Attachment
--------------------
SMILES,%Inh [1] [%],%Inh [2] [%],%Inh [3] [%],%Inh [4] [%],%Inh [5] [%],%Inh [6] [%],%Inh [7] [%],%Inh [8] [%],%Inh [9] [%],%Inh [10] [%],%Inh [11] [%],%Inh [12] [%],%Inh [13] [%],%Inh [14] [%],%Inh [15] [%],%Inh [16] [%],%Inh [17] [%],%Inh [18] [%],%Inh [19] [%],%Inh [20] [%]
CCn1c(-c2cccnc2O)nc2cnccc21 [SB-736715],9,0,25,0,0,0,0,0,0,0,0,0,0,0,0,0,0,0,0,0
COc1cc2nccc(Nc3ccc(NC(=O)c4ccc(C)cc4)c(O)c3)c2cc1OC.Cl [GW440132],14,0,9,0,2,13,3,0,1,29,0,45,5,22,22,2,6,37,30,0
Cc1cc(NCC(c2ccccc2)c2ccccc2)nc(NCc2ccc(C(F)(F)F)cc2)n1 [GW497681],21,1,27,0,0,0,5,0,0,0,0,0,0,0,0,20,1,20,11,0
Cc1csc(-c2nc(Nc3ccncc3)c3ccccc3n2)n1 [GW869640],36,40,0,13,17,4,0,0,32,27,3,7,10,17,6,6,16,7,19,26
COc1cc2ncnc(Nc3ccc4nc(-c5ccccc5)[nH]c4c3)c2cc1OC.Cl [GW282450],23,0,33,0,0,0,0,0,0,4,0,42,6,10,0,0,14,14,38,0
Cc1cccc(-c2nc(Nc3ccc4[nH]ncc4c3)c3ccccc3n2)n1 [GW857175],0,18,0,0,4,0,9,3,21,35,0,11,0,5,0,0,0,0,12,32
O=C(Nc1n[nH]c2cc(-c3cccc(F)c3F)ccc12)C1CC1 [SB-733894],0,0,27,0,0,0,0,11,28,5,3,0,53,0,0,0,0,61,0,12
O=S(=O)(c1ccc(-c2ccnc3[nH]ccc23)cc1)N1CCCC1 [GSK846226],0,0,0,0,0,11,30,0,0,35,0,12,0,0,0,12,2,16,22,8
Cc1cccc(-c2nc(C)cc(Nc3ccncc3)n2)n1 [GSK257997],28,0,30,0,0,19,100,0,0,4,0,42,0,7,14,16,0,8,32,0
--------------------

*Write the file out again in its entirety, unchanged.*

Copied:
SMILES,%Inh [1] [%],%Inh [2] [%],%Inh [3] [%],%Inh [4] [%],%Inh [5] [%],%Inh [6] [%],%Inh [7] [%],%Inh [8] [%],%Inh [9] [%],%Inh [10] [%],%Inh [11] [%],%Inh [12] [%],%Inh [13] [%],%Inh [14] [%],%Inh [15] [%],%Inh [16] [%],%Inh [17] [%],%Inh [18] [%],%Inh [19] [%],%Inh [20] [%]
CCn1c(-c2cccnc2O)nc2cnccc21 [SB-736715],9,0,25,0,0,0,0,0,0,0,0,0,0,0,0,0,0,0,0,0
COc1cc2nccc(Nc3ccc(NC(=O)c4ccc(C)cc4)c(O)c3)c2cc1OC.Cl [GW440132],14,0,9,0,2,13,3,0,1,29,0,45,5,22,22,2,6,37,30,0
Cc1cc(NCC(c2ccccc2)c2ccccc2)nc(NCc2ccc(C(F)(F)F)cc2)n1 [GW497681],21,1,27,0,0,0,5,0,0,0,0,0,0,0,0,20,1,20,11,0
Cc1csc(-c2nc(Nc3ccncc3)c3ccccc3n2)n1 [GW869640],36,40,0,13,17,4,0,0,32,27,3,7,10,17,6,6,16,7,19,26
COc1cc2ncnc(Nc3ccc4nc(-c5ccccc5)[nH]c4c3)c2cc1OC.Cl [GW282450],23,0,33,0,0,0,0,0,0,4,0,42,6,10,0,0,14,14,38,0
Cc1cccc(-c2nc(Nc3ccc4[nH]ncc4c3)c3ccccc3n2)n1 [GW857175],0,18,0,0,4,0,9,3,21,35,0,11,0,5,0,0,0,0,12,32
O=C(Nc1n[nH]c2cc(-c3cccc(F)c3F)ccc12)C1CC1 [SB-733894],0,0,27,0,0,0,0,11,28,5,3,0,53,0,0,0,0,61,0,12
O=S(=O)(c1ccc(-c2ccnc3[nH]ccc23)cc1)N1CCCC1 [GSK846226],0,0,0,0,0,11,30,0,0,35,0,12,0,0,0,12,2,16,22,8
Cc1cccc(-c2nc(C)cc(Nc3ccncc3)n2)n1 [GSK257997],28,0,30,0,0,19,100,0,0,4,0,42,0,7,14,16,0,8,32,0